I’m a freelance web designer and developer, and I also founded and run the web design blog siteinspire.com, which showcases the very best web design today. I have my own clients, and do occasional work for agencies when the right projects arise.
How did you get started in web design and development? What is your background?
I got into the industry in an incredibly roundabout way. I studied Psychology at University back in 1999, but I had so little studying to do I had plenty of free time to dedicate to teaching myself Dreamweaver, Illustrator and Photoshop.
A few friends and I started a “start-up” called What Happened Last Night, where we had teams of promoters take digital photos of people in local Manchester night clubs and posted them on the website the next day, whereon people could purchase prints or downloads. You have to understand that this was when nobody had digital cameras, and when the cameras that existed were barely 1 Megapixel! The ability to add friends and message them came shortly after, amusingly similar to Facebook (everyone has their “I created Facebook first” story!). It was a fun time, but the realities of trying to run a online business just before the dot com bust took their toll.
I learned a lot about the web during that time, but it wasn’t really an industry you’d move into, so my first job was in a London advertising agency as an account executive. From there I went into management consulting and banking, but realised that the only thing I enjoyed was what I was doing in my spare time: web design. I left the City and joined a friend’s agency that I helped set up called YCN.org on a permanent/contract basis.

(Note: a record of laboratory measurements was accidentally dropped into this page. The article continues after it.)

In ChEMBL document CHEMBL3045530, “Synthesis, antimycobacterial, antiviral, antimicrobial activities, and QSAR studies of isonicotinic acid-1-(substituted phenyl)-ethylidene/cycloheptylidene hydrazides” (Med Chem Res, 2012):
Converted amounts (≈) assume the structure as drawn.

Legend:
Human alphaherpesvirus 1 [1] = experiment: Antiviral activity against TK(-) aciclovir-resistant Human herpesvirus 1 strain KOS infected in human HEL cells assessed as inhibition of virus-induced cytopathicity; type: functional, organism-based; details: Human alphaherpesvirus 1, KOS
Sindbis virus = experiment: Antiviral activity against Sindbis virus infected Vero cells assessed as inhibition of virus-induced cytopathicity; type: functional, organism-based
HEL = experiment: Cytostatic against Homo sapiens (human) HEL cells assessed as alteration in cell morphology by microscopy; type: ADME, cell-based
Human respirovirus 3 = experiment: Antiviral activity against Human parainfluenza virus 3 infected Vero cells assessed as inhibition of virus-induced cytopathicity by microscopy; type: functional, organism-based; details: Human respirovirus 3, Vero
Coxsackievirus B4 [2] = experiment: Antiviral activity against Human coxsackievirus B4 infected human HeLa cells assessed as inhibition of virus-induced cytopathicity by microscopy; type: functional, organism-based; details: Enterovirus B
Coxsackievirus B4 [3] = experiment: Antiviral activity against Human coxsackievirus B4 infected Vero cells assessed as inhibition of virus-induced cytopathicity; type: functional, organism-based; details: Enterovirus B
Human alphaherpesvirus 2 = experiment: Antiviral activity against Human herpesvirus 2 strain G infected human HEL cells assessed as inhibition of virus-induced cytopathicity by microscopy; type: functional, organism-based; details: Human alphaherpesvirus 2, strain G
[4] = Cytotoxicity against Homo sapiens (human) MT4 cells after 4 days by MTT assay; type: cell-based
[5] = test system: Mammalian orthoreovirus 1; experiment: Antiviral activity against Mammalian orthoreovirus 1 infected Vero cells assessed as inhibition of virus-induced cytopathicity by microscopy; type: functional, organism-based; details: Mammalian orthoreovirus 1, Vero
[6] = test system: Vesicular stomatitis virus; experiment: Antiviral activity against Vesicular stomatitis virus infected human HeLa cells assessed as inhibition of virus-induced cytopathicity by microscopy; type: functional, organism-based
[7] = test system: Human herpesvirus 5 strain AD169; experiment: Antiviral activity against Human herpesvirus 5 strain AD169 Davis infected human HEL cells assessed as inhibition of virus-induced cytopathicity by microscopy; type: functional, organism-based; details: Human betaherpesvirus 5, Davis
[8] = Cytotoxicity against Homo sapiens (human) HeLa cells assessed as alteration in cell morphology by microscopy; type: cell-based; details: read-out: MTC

In 2009 I started siteinspire, which was only ever meant to be a visual bookmarking tool for myself, but it seemed to catch on. It now sees up to 15,000 unique visitors a day, and lots of people were emailing me asking if they could recommended any designers or developers. I offered my own services so that is how I ended up being a freelancer as I am today. I’ve met tonnes of great designers and developers via the site, and I still enjoy editing it today.
What are you working on now?
I have about 3 or 4 client projects going on at any given time. A site I do for one of my favourite clients, The Calvert Journal just won “Best Designed Site” at The Drum Media Awards which I’m very excited about.
Other projects I can’t talk about sadly, but I’m working on more digital products now. I have a few new side-projects up my sleeve too: a simple blogging/link sharing tool called Shortform and a creative contacts management app called Wove.
What software do you use for your work?
I feel like I spend all day in Sketch by Bohemian Coding, and then for development it’s the usual stuff, mainly working in Sublime Text. I feel I’m never caught up when it comes to software: there seems to be new tools created every day. I wish I had the time to play about with them and find new ways of working but I feel I can’t do that right now.
And what hardware?
My iMac is my main machine. I have a Macbook Pro for when I’m travelling, and have an adorable MacBook for fun, and for when I don’t have to do any serious, actual work.
What is your ideal work environment?
My ideal work environment is my home studio that I’m lucky enough to work from. I recently moved to Richmond and converted one of the bedrooms into a dedicated studio.
Who are the developers you admire most?
I’m not sure I admire many developers only; I admire designers who code and coders who design. For instance, Ian Coyle and Duane King are personal heroes of mine. Basically anyone who has had a site posted on siteInspire is a hero in my eyes!